At the end of the study, the researchers found that the Mediterranean dieters fared much better overall. They were much more likely to steer clear of depression. In fact, the incidence of depression among the Mediterranean dieters was 30 percent lower than those who ate whatever they wanted.
Researchers aren't exactly sure why the Mediterranean diet seems to support mental health, but they're on their way to figuring it out. If you ask me, it's all about eating fish and olive oil. These foods contain omega-3 fatty acids, nutrients known to support mental health. (A small glass of red wine at the end of a long workweek probably didn't hurt either.)
Bottom line? While I'm not the biggest promoter of drinking alcohol, I do think you should use plenty of olive oil in your cooking. And strive to eat fatty fish two to three times a week. If you're a salmon lover, avoid farm-raised varieties. These poor fellas just aren't as healthy. And farmers actually inject dye into the filets to make them look pink. Instead, go for wild Alaskan sockeye salmon. You can even find individual packages in the freezer section of many grocery stores.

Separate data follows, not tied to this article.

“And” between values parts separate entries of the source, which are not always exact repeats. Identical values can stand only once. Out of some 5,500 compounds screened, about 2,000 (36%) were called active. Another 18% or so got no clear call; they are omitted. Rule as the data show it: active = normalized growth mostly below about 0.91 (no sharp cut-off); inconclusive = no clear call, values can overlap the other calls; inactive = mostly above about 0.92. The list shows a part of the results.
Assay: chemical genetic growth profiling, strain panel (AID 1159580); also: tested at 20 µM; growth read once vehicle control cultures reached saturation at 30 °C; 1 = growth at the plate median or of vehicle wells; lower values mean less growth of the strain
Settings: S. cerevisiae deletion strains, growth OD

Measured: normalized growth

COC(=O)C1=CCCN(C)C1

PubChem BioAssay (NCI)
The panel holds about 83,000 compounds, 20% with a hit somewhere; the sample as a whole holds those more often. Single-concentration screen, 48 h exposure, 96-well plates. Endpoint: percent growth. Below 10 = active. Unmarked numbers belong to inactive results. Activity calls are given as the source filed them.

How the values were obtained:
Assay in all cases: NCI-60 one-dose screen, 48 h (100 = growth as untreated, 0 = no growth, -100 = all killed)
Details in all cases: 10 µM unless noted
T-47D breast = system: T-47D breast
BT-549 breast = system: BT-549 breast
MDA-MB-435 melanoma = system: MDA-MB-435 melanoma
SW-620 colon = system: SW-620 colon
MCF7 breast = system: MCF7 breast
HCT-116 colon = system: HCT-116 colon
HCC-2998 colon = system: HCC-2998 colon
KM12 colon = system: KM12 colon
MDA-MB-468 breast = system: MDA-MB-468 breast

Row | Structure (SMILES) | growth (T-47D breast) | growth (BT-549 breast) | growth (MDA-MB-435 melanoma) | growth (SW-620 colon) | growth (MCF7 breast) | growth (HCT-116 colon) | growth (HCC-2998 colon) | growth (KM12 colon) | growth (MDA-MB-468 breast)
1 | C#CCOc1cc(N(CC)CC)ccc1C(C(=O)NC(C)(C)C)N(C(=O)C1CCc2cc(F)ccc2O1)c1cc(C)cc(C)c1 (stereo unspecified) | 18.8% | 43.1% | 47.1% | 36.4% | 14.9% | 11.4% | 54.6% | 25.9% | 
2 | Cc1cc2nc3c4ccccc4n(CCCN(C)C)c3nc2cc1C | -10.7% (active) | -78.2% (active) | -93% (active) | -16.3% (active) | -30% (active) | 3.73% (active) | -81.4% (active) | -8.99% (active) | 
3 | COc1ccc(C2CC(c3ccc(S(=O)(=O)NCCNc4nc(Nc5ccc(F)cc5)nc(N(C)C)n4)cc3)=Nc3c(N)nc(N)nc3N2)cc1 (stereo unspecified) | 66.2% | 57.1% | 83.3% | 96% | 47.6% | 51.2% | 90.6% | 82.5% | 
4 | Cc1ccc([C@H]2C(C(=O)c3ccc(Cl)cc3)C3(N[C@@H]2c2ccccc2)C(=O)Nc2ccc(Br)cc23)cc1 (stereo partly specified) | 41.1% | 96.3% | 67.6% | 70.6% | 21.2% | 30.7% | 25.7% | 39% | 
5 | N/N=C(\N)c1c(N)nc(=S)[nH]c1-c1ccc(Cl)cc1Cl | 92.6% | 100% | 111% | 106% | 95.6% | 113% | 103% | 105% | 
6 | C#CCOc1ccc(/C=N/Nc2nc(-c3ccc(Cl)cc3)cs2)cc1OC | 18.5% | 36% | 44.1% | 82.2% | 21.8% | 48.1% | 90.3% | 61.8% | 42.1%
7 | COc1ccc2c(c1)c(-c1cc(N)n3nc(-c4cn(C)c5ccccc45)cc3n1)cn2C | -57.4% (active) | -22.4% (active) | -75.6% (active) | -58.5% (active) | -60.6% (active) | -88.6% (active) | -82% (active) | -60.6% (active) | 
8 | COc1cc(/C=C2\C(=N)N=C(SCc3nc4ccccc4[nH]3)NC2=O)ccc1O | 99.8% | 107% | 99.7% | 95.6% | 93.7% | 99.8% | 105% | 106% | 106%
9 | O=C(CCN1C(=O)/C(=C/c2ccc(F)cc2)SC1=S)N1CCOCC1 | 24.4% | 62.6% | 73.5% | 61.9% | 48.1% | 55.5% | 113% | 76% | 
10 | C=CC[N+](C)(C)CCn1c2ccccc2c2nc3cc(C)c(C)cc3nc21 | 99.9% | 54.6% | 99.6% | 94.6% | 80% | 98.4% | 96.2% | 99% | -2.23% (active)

Break the bad breath cycle by fixing the one hidden cause you will not hear about from your dentist...That's right. Chances are your dentist can't do anything to help your bad breath, because for many, it has nothing to do with brushing your tongue or using the right mouthwash. It's not even about avoiding onions and garlic. Believe it or not, chronic bad breath can actually signal a hidden problem lurking in your digestive tract. You see, every day there's a war waged in your gut. It's a battle for real estate, really. The bad bacteria (or intestinal flora) want to take over the good bacteria's territory. And, chances are, if you've got chronic bad breath, the bad bacteria have already taken over quite a bit of territory. Plus, as you get older, your army of good intestinal flora shrinks. That's why -- despite careful mouth care -- bad breath can be a big problem among older adults. Eliminate bad breath for good! Bad breath doesn't have to be a life sentence. You just have to get to the root of the problem. So, here's a list of things you can do to eliminate the causes: 1. BOOST YOUR INTESTINAL FLORA Too much bad bacteria in your gut can affect your breath! So how do you give the advantage back to the good guys? Yep, I've said it before. You've got to start taking daily probiotics. And a puny yogurt isn't going to cut it. You need to call in the big guns and take a probiotic capsule containing billions of units of acidophilus. 2. STOP THE SUGAR You've also got to limit your sugar intake. Believe it or not, your sugar intake directly affects your breath. Interestingly, this is why you'll find that people with diabetes often suffer from bad breath. You see, harmful bacteria in your mouth and gut feed on sugar. So if you give them lots of fuel, the bacteria will spread. If you limit the sugar, the bad bacteria have nothing to eat so they stay in check. Now remember, I'm not just talking about sugary foods, like cookies and candy. I'm also talking about any processed white flour foods, like bagels, bread, and cereal. Cut out these kinds of foods from your diet and I bet you'll see an immediate improvement in your breath! 3. WATER, WATER, WATER Drinking water helps to flush away bad bacteria from your mouth and gut. You don't have to go overboard. Just stay hydrated without resorting to sugary drinks. For instance, instead of coffee with cream and sugar in the morning, try drinking peppermint or ginger tea. For ginger tea, use whole, fresh ginger. Just heat up some water and add a slice of fresh ginger. Both peppermint and ginger aid in digestion. They also freshen your breath. Also, if you prefer something sweet in the morning, you can always add a few drops of the natural sweetener Stevia to your tea. 4. FRESHEN YOUR DIGESTIVE TRACT Here's another secret weapon against bad breath: chlorophyll. It's the green pigment found in plants and vegetables. It also helps destroy harmful bacteria in your body. You can get more chlorophyll into your diet by eating more green foods, of course. Eat lots of spinach, Swiss chard, and romaine lettuce. When cooking green vegetables, lightly steam or sauté them. This keeps them green and preserves the chlorophyll. Also try to use fresh herbs in your cooking, especially parsley as it contains lots of chlorophyll. In fact, chew a sprig of parsley after meals. It will freshen your breath and help control harmful bacteria in your gut. You can also take chlorophyll tablets after meals and at bedtime. These will help cleanse your intestines and keep bad breath under control. 5. CHOOSE TOOTHPASTE AND MOUTHWASH CAREFULLY I probably sound like a nervous Nelly, but I don't trust most toothpaste or mouthwash products on the market. Most tubes of toothpaste contain aluminum (one of the worst toxins to the human body). And most mouthwash products contain alcohol. This ingredient actually dries out your mouth and makes your bad breath worse over time! Instead, go for organic, herbal-based toothpaste that's sugar and saccharin free. You may have to head to the health-food store to find one you like. In terms of mouthwash, look for a brand that's alcohol-free. Or skip it altogether. If you're following each of the above steps, chances are, you won't need it anyway! In closing, remember that you can control bad breath once and for all by getting to the root of the problem. By following these simple steps, you'll do more than just mask your symptoms. You'll correct a digestive problem that's started to take hold. As an added bonus, you'll feel fresh and clean in your mouth all day long. And you'll definitely have more confidence talking to friends and family.